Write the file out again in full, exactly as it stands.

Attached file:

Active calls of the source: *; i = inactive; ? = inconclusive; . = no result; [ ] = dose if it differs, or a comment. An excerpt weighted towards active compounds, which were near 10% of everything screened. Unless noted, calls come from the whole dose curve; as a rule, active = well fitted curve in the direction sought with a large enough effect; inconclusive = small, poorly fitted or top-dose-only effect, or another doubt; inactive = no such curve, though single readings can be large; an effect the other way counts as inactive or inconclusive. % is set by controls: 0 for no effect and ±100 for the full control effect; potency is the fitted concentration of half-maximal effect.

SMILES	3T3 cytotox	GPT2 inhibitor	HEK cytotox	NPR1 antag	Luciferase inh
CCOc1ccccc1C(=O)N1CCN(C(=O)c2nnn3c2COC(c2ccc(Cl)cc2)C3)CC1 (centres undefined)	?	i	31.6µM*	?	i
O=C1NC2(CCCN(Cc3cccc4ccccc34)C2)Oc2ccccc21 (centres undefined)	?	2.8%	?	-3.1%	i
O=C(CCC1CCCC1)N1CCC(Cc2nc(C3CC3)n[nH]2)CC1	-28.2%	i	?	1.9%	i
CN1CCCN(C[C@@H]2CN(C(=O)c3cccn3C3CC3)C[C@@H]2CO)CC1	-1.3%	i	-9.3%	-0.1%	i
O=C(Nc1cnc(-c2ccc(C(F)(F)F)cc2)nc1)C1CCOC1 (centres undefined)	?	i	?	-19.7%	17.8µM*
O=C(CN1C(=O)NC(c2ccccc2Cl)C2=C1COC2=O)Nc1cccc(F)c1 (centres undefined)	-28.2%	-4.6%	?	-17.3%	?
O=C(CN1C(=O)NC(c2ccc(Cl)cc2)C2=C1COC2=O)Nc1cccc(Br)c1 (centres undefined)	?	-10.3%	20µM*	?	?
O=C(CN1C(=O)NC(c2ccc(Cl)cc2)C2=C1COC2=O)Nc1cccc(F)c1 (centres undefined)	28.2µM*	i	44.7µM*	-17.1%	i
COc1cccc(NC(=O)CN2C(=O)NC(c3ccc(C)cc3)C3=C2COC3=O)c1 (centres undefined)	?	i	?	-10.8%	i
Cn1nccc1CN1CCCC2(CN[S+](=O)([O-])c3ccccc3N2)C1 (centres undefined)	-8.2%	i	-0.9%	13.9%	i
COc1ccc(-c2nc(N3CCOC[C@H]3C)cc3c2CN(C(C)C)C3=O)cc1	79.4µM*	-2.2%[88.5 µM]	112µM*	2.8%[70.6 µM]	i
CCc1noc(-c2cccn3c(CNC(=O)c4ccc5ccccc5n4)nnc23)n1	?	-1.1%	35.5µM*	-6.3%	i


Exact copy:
Active calls of the source: *; i = inactive; ? = inconclusive; . = no result; [ ] = dose if it differs, or a comment. An excerpt weighted towards active compounds, which were near 10% of everything screened. Unless noted, calls come from the whole dose curve; as a rule, active = well fitted curve in the direction sought with a large enough effect; inconclusive = small, poorly fitted or top-dose-only effect, or another doubt; inactive = no such curve, though single readings can be large; an effect the other way counts as inactive or inconclusive. % is set by controls: 0 for no effect and ±100 for the full control effect; potency is the fitted concentration of half-maximal effect.

SMILES	3T3 cytotox	GPT2 inhibitor	HEK cytotox	NPR1 antag	Luciferase inh
CCOc1ccccc1C(=O)N1CCN(C(=O)c2nnn3c2COC(c2ccc(Cl)cc2)C3)CC1 (centres undefined)	?	i	31.6µM*	?	i
O=C1NC2(CCCN(Cc3cccc4ccccc34)C2)Oc2ccccc21 (centres undefined)	?	2.8%	?	-3.1%	i
O=C(CCC1CCCC1)N1CCC(Cc2nc(C3CC3)n[nH]2)CC1	-28.2%	i	?	1.9%	i
CN1CCCN(C[C@@H]2CN(C(=O)c3cccn3C3CC3)C[C@@H]2CO)CC1	-1.3%	i	-9.3%	-0.1%	i
O=C(Nc1cnc(-c2ccc(C(F)(F)F)cc2)nc1)C1CCOC1 (centres undefined)	?	i	?	-19.7%	17.8µM*
O=C(CN1C(=O)NC(c2ccccc2Cl)C2=C1COC2=O)Nc1cccc(F)c1 (centres undefined)	-28.2%	-4.6%	?	-17.3%	?
O=C(CN1C(=O)NC(c2ccc(Cl)cc2)C2=C1COC2=O)Nc1cccc(Br)c1 (centres undefined)	?	-10.3%	20µM*	?	?
O=C(CN1C(=O)NC(c2ccc(Cl)cc2)C2=C1COC2=O)Nc1cccc(F)c1 (centres undefined)	28.2µM*	i	44.7µM*	-17.1%	i
COc1cccc(NC(=O)CN2C(=O)NC(c3ccc(C)cc3)C3=C2COC3=O)c1 (centres undefined)	?	i	?	-10.8%	i
Cn1nccc1CN1CCCC2(CN[S+](=O)([O-])c3ccccc3N2)C1 (centres undefined)	-8.2%	i	-0.9%	13.9%	i
COc1ccc(-c2nc(N3CCOC[C@H]3C)cc3c2CN(C(C)C)C3=O)cc1	79.4µM*	-2.2%[88.5 µM]	112µM*	2.8%[70.6 µM]	i
CCc1noc(-c2cccn3c(CNC(=O)c4ccc5ccccc5n4)nnc23)n1	?	-1.1%	35.5µM*	-6.3%	i